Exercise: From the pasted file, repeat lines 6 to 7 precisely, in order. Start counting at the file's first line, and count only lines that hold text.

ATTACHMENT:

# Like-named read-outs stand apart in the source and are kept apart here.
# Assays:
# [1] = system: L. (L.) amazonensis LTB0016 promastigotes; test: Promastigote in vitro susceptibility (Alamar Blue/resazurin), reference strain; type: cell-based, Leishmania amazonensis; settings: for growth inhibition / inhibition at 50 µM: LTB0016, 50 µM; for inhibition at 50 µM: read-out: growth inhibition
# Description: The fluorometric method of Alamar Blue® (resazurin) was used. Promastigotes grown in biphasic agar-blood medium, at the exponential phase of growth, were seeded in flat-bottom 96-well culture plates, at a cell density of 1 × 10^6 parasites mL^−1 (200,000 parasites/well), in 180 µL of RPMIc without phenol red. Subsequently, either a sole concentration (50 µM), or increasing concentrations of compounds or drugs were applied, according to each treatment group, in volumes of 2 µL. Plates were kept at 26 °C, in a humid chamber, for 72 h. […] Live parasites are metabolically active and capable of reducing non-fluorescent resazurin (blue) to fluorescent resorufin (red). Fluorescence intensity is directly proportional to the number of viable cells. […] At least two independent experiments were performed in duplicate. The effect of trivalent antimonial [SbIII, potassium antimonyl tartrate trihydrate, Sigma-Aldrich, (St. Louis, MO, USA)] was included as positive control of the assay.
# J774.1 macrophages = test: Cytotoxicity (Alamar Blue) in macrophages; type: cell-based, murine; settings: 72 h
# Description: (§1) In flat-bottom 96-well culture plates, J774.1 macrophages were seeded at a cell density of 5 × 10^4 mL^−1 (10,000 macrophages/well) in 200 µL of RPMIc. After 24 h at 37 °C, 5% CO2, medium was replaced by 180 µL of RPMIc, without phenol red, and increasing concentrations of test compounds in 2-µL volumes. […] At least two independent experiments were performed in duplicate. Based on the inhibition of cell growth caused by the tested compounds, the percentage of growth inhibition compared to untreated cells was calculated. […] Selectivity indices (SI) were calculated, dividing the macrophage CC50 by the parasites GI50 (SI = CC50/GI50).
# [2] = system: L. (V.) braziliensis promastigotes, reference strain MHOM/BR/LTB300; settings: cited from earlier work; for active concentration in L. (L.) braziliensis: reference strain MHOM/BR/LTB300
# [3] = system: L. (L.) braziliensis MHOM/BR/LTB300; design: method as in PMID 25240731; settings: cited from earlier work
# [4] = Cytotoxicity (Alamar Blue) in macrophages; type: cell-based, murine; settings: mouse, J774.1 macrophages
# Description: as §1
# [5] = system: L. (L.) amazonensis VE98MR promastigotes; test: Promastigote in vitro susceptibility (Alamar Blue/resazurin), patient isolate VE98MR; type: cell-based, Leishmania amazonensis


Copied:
# Description: (§1) In flat-bottom 96-well culture plates, J774.1 macrophages were seeded at a cell density of 5 × 10^4 mL^−1 (10,000 macrophages/well) in 200 µL of RPMIc. After 24 h at 37 °C, 5% CO2, medium was replaced by 180 µL of RPMIc, without phenol red, and increasing concentrations of test compounds in 2-µL volumes. […] At least two independent experiments were performed in duplicate. Based on the inhibition of cell growth caused by the tested compounds, the percentage of growth inhibition compared to untreated cells was calculated. […] Selectivity indices (SI) were calculated, dividing the macrophage CC50 by the parasites GI50 (SI = CC50/GI50).
# [2] = system: L. (V.) braziliensis promastigotes, reference strain MHOM/BR/LTB300; settings: cited from earlier work; for active concentration in L. (L.) braziliensis: reference strain MHOM/BR/LTB300